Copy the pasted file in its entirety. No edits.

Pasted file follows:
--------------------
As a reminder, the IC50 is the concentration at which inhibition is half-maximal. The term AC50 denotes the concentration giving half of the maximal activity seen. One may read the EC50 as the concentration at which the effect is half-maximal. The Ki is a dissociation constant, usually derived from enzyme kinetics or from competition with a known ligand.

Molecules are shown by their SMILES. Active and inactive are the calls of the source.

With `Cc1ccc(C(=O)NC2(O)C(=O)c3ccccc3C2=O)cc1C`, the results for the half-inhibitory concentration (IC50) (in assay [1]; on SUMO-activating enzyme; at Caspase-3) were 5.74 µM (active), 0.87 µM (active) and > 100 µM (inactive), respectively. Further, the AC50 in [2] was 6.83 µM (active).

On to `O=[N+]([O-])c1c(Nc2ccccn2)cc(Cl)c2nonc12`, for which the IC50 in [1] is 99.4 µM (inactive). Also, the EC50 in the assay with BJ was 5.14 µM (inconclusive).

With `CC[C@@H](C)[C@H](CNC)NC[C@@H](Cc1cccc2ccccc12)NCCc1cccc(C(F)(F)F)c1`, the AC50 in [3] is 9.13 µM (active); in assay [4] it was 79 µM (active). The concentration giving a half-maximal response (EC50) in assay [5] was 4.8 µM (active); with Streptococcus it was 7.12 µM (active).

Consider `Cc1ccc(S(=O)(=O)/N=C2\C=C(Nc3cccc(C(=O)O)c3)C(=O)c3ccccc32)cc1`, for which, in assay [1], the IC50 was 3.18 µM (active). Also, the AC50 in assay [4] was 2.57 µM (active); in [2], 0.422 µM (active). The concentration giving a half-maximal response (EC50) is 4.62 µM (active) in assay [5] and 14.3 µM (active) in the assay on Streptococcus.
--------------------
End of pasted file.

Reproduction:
As a reminder, the IC50 is the concentration at which inhibition is half-maximal. The term AC50 denotes the concentration giving half of the maximal activity seen. One may read the EC50 as the concentration at which the effect is half-maximal. The Ki is a dissociation constant, usually derived from enzyme kinetics or from competition with a known ligand.

Molecules are shown by their SMILES. Active and inactive are the calls of the source.

With `Cc1ccc(C(=O)NC2(O)C(=O)c3ccccc3C2=O)cc1C`, the results for the half-inhibitory concentration (IC50) (in assay [1]; on SUMO-activating enzyme; at Caspase-3) were 5.74 µM (active), 0.87 µM (active) and > 100 µM (inactive), respectively. Further, the AC50 in [2] was 6.83 µM (active).

On to `O=[N+]([O-])c1c(Nc2ccccn2)cc(Cl)c2nonc12`, for which the IC50 in [1] is 99.4 µM (inactive). Also, the EC50 in the assay with BJ was 5.14 µM (inconclusive).

With `CC[C@@H](C)[C@H](CNC)NC[C@@H](Cc1cccc2ccccc12)NCCc1cccc(C(F)(F)F)c1`, the AC50 in [3] is 9.13 µM (active); in assay [4] it was 79 µM (active). The concentration giving a half-maximal response (EC50) in assay [5] was 4.8 µM (active); with Streptococcus it was 7.12 µM (active).

Consider `Cc1ccc(S(=O)(=O)/N=C2\C=C(Nc3cccc(C(=O)O)c3)C(=O)c3ccccc32)cc1`, for which, in assay [1], the IC50 was 3.18 µM (active). Also, the AC50 in assay [4] was 2.57 µM (active); in [2], 0.422 µM (active). The concentration giving a half-maximal response (EC50) is 4.62 µM (active) in assay [5] and 14.3 µM (active) in the assay on Streptococcus.